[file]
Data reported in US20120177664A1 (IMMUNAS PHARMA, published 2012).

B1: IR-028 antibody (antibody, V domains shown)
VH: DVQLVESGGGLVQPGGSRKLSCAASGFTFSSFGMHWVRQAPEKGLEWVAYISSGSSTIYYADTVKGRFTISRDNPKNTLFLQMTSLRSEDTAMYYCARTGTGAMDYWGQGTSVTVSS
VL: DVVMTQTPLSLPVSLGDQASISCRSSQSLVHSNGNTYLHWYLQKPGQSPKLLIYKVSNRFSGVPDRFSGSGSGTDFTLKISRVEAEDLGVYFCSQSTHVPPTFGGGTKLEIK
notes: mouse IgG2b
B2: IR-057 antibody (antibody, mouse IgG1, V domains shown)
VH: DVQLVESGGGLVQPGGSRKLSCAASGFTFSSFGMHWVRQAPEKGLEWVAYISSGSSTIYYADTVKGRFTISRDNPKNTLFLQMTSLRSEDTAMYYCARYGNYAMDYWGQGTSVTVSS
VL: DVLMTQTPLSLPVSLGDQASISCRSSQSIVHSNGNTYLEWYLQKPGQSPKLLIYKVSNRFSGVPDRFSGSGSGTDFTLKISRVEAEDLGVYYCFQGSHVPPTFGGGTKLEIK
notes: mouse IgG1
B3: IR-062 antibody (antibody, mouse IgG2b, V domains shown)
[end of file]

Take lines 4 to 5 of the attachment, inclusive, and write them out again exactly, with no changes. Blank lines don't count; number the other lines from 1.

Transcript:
VL: DVVMTQTPLSLPVSLGDQASISCRSSQSLVHSNGNTYLHWYLQKPGQSPKLLIYKVSNRFSGVPDRFSGSGSGTDFTLKISRVEAEDLGVYFCSQSTHVPPTFGGGTKLEIK
notes: mouse IgG2b